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Julian's Treatment - Julian Jay Savarin : Waiters On The Dance CD (album) cover

JULIAN JAY SAVARIN : WAITERS ON THE DANCE

Julian's Treatment

 

Eclectic Prog

4.00 | 48 ratings

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TenYearsAfter
4 stars 'An early Seventies Hammond driven gem'

Laurens Hammond was a natural born inventor: at the age of 14 he had already designed a system for automatic transmission for automobiles, at just 17 years old he successfully claimed his first patent for a barometer, and during the years Hammond created an array of other inventions, from clocks to cinema's first 3D glasses. But we progheads are of course very grateful for Hammond his invention of the electric tonewheel organ , this distinctive and powerful keyboard turned out to be pivotal for the development of the progressive rock. How would, to name a few, The Nice, ELP, Yes, Focus, Trace, Earth & Fire, Uriah Heep, Deep Purple, Brian Auger's Trinity and Camel have sounded without the Hammond organ? And on a smaller scale the Hammond organ was very important for the socalled Early British Progressive Rock movement: bands that made very melodic and harmonic progrock featuring an omnipresent Hammond organ sound, from Rare Bird, Bram Stoker and Fields to Quatermass, Beggar's Opera and Gracious. And Julian's Treatment, in this review I would like to put the focus on this interesting band, and their second album entitled Waiters On The Dance, from 1971.

The prime mover of Julain's Treatment was Julian Savarin who was born in Dominica. He moved to the UK in the early Sixties and was impressed by the London music scene. Soon Julian decided to found his own band, in order to start his ideas about a science fiction trilogy he was working on. He began rehearsing with the musicians John Dover (bass), Del Watkins (guitar), Jack Drummond (drums) and Cathy Pruden (vocals). In june '70 the label Youngblood released their first album A Time Before This. But due to problems with management, promotion and money Julian's Treatment had to demise. Julian returned to writing, concentrating on the second part of his trilogy he had in mind. But one year later Julian was approached by Birth Records to make a new album and Julian decided to form a new band, with only bass player John Dover from the first line-up. Other musicians of Julian's new band were Nigel Jenkins (guitar), Roger Odell (drums) and Jo Meek (vocals). In 1973 the second album Waiters On The Dance was released, not credited by Julian's Treatment but Julian Jay Savarin. Again, there was a total lack of promotion and exposure. Nowadays these two albums are very highly priced collector items. But we don't have to worry about what happened to Julian, he has became a famous writer. First in Japan and later worldwide he succesfully published lots of novels, for instance Waterhole, The Quiraing List, Naja and Hammerhead.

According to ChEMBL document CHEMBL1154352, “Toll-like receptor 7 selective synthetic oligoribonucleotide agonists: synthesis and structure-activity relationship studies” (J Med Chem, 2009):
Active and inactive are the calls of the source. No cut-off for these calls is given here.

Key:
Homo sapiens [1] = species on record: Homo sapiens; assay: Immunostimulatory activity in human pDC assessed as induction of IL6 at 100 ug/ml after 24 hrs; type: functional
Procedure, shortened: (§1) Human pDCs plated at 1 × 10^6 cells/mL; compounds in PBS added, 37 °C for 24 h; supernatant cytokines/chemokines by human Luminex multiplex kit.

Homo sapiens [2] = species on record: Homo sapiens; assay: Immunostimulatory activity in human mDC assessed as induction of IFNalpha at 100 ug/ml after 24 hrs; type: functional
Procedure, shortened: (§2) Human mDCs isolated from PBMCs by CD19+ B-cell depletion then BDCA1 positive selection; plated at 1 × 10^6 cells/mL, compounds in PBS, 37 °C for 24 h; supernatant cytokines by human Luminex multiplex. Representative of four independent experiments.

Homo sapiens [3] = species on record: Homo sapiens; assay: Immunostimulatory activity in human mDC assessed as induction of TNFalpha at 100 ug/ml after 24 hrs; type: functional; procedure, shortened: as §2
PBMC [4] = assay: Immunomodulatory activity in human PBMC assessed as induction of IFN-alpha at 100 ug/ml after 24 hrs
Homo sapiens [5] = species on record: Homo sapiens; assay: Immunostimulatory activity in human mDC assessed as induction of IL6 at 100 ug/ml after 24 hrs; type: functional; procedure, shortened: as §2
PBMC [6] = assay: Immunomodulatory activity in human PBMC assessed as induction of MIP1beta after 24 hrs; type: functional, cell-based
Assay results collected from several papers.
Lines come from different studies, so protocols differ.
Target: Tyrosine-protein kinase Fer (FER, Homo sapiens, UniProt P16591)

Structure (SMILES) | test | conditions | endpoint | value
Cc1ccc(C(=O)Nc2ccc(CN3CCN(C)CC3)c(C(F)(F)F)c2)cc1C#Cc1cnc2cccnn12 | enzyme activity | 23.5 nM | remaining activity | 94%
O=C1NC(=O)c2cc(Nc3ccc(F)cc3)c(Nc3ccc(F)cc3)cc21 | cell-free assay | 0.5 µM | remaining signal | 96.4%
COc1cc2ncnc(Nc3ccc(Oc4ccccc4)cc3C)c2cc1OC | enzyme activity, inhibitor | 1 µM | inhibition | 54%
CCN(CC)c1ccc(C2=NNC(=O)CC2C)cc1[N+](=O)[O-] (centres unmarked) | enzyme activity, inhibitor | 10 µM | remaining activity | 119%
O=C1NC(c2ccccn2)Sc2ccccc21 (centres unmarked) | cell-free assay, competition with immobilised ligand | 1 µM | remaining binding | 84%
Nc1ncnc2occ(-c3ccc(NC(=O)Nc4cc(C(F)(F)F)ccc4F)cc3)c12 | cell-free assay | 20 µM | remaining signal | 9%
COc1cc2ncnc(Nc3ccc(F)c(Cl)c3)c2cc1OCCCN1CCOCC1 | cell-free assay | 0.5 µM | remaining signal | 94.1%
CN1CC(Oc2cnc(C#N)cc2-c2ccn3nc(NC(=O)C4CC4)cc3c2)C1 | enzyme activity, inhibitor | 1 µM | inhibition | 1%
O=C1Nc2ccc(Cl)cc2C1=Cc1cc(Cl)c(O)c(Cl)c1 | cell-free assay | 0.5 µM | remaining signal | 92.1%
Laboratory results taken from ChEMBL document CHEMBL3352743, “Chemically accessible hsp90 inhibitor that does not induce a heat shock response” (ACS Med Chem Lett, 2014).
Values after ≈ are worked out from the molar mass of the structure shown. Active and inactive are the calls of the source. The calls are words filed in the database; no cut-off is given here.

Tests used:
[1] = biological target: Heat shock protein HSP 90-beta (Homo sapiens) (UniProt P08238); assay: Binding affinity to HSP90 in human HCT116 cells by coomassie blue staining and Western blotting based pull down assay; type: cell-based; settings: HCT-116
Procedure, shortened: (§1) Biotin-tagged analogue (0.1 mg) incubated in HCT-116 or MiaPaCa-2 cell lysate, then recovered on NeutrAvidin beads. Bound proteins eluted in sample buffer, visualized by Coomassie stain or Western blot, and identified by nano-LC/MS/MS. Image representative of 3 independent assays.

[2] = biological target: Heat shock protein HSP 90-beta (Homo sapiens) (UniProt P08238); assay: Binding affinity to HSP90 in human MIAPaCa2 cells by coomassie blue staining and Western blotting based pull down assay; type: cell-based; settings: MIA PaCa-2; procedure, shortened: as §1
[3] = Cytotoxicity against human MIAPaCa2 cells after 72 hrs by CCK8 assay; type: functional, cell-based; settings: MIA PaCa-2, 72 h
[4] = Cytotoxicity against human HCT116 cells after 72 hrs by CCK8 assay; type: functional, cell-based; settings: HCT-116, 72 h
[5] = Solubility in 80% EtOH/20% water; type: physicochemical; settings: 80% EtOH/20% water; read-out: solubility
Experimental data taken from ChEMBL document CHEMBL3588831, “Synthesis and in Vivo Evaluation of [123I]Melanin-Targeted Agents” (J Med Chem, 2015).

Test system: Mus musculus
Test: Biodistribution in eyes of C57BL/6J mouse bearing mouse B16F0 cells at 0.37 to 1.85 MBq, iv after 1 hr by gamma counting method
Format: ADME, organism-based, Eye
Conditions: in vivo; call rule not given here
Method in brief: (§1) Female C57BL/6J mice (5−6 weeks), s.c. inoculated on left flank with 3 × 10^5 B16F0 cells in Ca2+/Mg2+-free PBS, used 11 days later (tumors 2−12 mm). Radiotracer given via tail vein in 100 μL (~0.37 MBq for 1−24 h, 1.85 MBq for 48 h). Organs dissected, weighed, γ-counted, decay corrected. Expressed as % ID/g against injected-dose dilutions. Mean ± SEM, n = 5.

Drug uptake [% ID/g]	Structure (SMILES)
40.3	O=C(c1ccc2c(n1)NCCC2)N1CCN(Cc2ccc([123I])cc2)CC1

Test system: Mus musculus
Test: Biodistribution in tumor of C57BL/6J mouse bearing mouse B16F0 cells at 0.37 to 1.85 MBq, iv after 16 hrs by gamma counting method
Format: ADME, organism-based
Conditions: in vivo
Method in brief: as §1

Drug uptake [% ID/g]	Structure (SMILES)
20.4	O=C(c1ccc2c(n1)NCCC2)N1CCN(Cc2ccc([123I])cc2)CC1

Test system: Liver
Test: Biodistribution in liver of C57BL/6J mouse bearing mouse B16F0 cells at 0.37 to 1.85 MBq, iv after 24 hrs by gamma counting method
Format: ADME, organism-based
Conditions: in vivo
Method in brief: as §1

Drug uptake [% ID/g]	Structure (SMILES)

But back to themusic on Waiters On The Dance (1971), remarkably is that the new female singer Lady Jo Meek her voice is pretty similar to former singer Cathy Pruden, perhaps a bit more crystal clear and less 'occult inspired'. Four of the six tracks contain a catchy mid-tempo, powerful female vocals, harder-edged electric guitar and a propulsive rhythm-section: Stranger (subtle strings arrangements and piano work),The Death Of Alda (nice colouring with Mellotron brass and violins and exciting break featuring powerful drum beats and a fiery guitar solo), Cycle (fluent Hammond solo with hints from Brian Auger and jazzy guitar play) and Soldiers Of Time (layers of Hammond).

The two longer compositions are more varied, elaborate and adventurous. First Child Of The Night 1 & 2. The start is Vintage Keyboard Heaven: majestic Hammond waves with the Leslie tremolo sound and Mellotron flute, first soaring and then gradually more lush to a sumptuous outburst, goose bumps! Then flowing shifting moods between slow, hypnotizing and bombastic, with a long and raw guitar solo (accompanied by swelling Hammond) and a final part with exciting work on the Hammond and Mellotron, along harder-edged electric guitar work. This is all topped by splendid vocals, perfectly matching with the different climates. And second my highlight, the instrumental Dance Of The Golden Flamingoes: a very dynamic and compelling atmosphere, halfway a mindblowing Hammond solo (great use of the drawbars to create different moods), followed by a fiery guitar solo and in the end bombastic with a breathtaking Hammond ' and Mellotron sound. To me this evokes Japanese Cosmos Factory (psychedelic Hammond climate) and Museo Rosenbach (a blend of glorious Hammond and Mellotron eruptions), again goose bumps! Listening to this captivating composition I wish that he had written more of that kind of long Hammond drenched tracks, alternating between rock and psychedelia, with a running time of only 31.23 that should have been possible, perhaps an Esoteric reissue?

This second album is superior to the a bit more 'embryonal' sound of his debut album and especially recommended to the Hammond aficionados. But also to progheads who are into the unsurpassed 'aural warm bath' late Sixties/early Seventies sound, by Hammond inspired bands like Rare Bird and Bram Stoker, and Dutch prog pride Earth & Fire.

TenYearsAfter | 4/5 |

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